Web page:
As Travis said, the flowers NEED to be pollinated. Quite
often, early in the season, especially during rainy periods
the blooms will not be pollinated. Just give them a little
more time (and good weather) and you should see some
Perhaps your plants are suffering from too much 'pee'. Or maybe 'you' and
'I' are getting mixed up.
Ribbing aside, I think it was at least a week (maybe even two or three)
before my flowers started changing into tomotoes. IIRC tomatoes do okay
with wind pollination (but insect pollination is better), and if it gets
too hot (>90F?), they will abort. I don't know if that means the flowers
will drop off or if it just won't fruit.
That's pretty interesting, flowers turning into veggies!
She/he asked about tomatoes and you give an answer about "tomotoes", what is
wrong with you? ;-)
All ribbing aside, what is a "tomotoe"?
<sigh> This question gets asked a lot. Most people know that the
'tomato' is native to South America, but do not know the etymology
(origin) of the word 'tomato'. The word tomato actually is a corruption
of the name of a Chief of the Andean Patchului tribe, Tomo, and the
Spanish word for toe, 'dedo'. After 'discovering' the tomato a few
days prior, the Spaniards came upon Tomo who was returning from a trip
into the lowlands. The Spaniards noticed the immature fruit of the
tomato bore a striking resemblance to Tomo's toes, which were green from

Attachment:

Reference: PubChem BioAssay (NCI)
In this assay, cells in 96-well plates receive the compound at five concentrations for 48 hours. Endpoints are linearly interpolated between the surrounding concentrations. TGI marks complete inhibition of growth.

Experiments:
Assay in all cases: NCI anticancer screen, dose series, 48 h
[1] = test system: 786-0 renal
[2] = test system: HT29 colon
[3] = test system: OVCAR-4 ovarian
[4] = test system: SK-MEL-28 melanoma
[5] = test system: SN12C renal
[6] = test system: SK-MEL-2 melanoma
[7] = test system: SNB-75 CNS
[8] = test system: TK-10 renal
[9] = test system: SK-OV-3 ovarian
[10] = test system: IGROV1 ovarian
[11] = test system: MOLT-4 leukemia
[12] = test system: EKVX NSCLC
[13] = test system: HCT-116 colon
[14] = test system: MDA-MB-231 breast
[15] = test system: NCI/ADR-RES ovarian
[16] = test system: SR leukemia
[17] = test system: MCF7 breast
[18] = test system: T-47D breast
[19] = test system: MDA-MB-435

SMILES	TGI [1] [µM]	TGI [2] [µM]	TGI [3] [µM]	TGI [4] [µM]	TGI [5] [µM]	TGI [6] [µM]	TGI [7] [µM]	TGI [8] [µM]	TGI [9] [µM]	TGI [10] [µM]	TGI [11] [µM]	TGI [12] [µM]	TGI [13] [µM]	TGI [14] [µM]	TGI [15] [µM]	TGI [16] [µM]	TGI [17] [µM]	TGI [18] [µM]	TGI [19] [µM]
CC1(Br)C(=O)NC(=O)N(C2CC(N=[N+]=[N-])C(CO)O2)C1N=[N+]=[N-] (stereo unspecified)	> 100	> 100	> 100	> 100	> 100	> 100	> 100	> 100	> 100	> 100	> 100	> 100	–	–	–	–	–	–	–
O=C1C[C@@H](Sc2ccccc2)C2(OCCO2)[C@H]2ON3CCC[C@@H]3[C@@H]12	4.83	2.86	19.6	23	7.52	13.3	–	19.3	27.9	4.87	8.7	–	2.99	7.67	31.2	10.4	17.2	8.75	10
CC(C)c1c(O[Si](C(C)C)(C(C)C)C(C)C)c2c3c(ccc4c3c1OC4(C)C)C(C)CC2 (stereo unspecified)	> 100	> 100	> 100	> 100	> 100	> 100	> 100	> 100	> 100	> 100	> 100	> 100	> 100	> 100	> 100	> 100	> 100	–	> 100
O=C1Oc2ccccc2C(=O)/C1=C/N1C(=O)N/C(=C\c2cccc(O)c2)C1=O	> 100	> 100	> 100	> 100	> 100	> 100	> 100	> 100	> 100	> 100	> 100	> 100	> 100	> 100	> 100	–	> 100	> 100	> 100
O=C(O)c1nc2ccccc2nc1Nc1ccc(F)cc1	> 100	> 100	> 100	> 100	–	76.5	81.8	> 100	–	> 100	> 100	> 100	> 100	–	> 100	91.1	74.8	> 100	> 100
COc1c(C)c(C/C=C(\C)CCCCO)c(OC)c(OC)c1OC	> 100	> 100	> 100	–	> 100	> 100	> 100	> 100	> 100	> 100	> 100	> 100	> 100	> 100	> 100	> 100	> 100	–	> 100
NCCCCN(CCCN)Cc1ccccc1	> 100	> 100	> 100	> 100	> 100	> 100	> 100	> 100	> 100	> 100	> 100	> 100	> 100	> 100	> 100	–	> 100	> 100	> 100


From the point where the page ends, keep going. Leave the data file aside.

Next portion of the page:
wearing alpaca yarn socks in the jungle (*not* a good idea). So they
called the plant 'tomo-dedoes'. Much later, after Thomas Jefferson (?)
proved that tomatoes were not poisonous, the name was Anglicized to
'tomato', because quite frankly, nobody wants to think about somebody's
nasty bloated gangrene toes when eating their salad. But knowledgeable
English speakers still call the immature fruit 'tomotoes' (while
knowledgeable Spaniards will say 'tomodedos'). You can read more about
this fascinating subject in "The True History of Edible Plants" by Lion
As for turing a flower into a vegetable, that is reputed to be the work
of the government. http://lamar.colostate.edu/~samcox/Tomato.html
Now, if you'll excuse me, I intend to put on my 'embarassed' hood and
run off into the night. :-)
Well, i was looking into this subject.....Tomatoes are not coming form South
America, in fact they are from North America, Mexico exaclty (Technically
North America). In nahuatl (aztec language) this fruit is called
tomatl....than in spanish tomate...and english tomatoe....
"'enry VIII" < email@example.com> wrote in message
firstname.lastname@example.org (tutu) wrote in message
I understand this to be a pollination problem. There is a product on
the market called Blossom Set which will set the blossoms on tomato
plants. It comes in a spray. I'm not sure if it will work on other
plants, but it worked on my tomatoes pretty good.
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